While the Mundine circus raged on, Geale was lining up the biggest fights he could find. Taking on and beating some the biggest names in the middleweight division—guys like Roman Karmazin and Sebastian Sylvester, whom he beat to win the IBF world title, and of course, former WBA champ Felix Sturm. So impressive has Geale’s rise been from contender to world champion, that he now finds himself ranked at number two in the division, behind only Sergio Martinez.
And this is where things start to get interesting. Despite his deserved status as one of the best in the business, Geale remains a relative unknown on the world stage, even in his home country of Australia. Mundine, on the other hand, is one of the country’s most well recognized, albeit controversial, sportsmen.
A three-time world champion, Mundine is now 37 years old, and even now there remains little doubt he is one of the most naturally gifted fighters ever to come out of Australia. His speed, while fading, is still lightening fast; his defense is as good as anyone’s out there; and when he wants to, boy can he put on a show. Here, though, is the big “but.” Mundine hasn’t fought for a legitimate world title since defeating Geale three years ago. So with no belts to his name, and no credibility on an international scale, how on earth did Mundine land another opportunity to strip Geale of a world title? The answer is simple.
In a boxing world where fighters constantly look for the easy road to a world title, Geale is a bit of an oddity. He genuinely wants to be tested whenever he enters the ring. He genuinely wants to fight and beat the best in the division, and for the last three years that’s exactly what he’s done. But ask any fighter with just one loss on their record what they want most, and the answer will usually be the same: redemption.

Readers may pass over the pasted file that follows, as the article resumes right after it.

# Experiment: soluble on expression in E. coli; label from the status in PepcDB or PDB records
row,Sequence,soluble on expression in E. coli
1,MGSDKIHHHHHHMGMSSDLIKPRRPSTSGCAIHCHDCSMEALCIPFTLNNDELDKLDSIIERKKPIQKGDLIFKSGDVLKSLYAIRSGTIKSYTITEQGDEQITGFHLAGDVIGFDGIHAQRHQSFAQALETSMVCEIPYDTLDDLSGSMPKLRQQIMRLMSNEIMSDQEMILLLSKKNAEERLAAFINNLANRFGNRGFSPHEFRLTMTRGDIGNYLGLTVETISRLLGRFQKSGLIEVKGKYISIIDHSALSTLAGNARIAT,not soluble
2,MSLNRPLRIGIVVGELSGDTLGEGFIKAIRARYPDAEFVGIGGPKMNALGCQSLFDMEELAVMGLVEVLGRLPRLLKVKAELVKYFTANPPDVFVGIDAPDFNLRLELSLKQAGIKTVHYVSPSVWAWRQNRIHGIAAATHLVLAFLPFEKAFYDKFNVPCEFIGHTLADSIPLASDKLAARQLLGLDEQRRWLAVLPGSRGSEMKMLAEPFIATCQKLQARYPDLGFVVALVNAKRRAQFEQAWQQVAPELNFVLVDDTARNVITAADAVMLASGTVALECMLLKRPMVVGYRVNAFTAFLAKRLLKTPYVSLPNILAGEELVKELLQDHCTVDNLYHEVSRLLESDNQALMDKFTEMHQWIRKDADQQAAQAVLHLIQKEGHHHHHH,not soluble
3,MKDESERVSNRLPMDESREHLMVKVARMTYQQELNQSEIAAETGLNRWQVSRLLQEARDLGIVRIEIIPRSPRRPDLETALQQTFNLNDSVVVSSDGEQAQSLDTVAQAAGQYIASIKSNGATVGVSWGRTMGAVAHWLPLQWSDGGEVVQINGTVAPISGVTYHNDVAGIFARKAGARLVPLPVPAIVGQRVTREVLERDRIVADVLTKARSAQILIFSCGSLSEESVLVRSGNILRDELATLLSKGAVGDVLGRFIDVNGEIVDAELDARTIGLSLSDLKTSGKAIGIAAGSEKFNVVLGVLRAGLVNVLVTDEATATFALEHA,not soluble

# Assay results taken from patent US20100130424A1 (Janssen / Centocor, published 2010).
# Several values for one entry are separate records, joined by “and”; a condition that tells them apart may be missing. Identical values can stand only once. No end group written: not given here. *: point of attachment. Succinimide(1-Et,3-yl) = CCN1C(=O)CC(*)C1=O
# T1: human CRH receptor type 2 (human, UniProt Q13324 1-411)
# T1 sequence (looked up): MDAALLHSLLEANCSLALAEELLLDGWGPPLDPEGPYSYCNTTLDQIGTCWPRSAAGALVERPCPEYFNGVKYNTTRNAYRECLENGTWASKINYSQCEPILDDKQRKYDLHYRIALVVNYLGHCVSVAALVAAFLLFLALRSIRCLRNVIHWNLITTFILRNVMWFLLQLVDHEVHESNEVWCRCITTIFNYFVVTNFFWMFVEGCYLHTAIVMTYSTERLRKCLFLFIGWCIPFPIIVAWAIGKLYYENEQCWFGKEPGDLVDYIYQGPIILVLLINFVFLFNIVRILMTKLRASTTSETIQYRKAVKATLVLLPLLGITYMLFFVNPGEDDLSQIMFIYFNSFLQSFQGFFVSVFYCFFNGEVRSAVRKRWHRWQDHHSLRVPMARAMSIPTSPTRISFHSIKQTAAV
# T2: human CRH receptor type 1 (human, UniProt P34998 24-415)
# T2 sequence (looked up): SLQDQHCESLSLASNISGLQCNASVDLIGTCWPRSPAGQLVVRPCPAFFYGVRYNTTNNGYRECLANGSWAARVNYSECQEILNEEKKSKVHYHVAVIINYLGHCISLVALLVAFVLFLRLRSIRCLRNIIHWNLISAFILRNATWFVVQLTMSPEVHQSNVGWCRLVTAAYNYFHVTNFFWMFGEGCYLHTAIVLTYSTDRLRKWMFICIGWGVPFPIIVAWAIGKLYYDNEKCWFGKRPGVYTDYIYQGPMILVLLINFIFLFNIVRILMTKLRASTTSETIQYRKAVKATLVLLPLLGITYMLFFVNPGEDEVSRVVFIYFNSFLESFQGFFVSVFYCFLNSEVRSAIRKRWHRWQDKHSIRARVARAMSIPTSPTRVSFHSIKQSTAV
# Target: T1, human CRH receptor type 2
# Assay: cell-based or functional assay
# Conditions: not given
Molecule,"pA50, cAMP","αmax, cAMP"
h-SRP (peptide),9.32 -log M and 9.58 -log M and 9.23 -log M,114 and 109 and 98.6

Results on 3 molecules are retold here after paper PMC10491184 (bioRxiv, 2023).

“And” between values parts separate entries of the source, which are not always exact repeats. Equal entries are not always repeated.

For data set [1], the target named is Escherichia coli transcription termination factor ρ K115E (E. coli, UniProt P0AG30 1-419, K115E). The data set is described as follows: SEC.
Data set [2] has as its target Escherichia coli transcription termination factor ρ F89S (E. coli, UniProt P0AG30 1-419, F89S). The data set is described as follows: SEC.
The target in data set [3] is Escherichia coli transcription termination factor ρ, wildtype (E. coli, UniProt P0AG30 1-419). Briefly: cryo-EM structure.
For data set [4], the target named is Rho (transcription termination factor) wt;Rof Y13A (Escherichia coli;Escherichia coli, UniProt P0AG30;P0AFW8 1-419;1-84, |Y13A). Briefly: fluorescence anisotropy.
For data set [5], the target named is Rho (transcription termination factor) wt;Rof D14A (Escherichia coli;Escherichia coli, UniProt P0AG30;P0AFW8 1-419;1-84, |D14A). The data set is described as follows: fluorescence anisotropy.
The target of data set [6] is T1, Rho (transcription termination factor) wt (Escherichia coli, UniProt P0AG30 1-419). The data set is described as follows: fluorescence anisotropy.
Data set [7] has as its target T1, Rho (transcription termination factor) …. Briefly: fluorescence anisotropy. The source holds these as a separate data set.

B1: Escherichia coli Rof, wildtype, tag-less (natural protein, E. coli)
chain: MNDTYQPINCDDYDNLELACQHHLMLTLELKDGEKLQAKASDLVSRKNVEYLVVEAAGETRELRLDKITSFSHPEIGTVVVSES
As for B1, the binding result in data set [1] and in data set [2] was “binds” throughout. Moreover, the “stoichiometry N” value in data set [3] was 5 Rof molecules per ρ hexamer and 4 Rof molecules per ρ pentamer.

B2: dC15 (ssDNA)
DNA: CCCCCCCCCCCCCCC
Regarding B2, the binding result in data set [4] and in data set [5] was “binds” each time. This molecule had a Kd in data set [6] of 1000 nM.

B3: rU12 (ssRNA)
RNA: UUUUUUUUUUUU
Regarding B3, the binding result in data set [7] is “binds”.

That split decision loss to Mundine is the only blemish on an otherwise perfect career for Daniel Geale. And as any boxer knows, it’s a blemish that will last for eternity. So badly does the loss hurt Geale that he even allowed the WBA to strip him of his title for choosing to fight Mundine over interim champ Gennady Golovkin. And now we begin to understand why this fight is finally going to happen.
For Geale, a rematch represents his chance to right a wrong. He has always believed he won the first fight in ‘09, and he’s willing to risk everything he’s worked for to prove it. For Mundine, this fight is surely the last opportunity he’ll ever have to fight for a world title. If he wins, he’s suddenly back in the limelight, and can once again go after big names, and even bigger pay checks. If he loses, well, chances are his career will end then and there.
So this is a fight neither man can afford to lose. For both of them, January 30 will go a long way to deciding the legacies each of them leaves behind. And at a time when fighters are more concerned about climbing the ranks via the easiest possible route than testing themselves against the best possible opponents, this all-Australian rematch is indeed a welcome respite.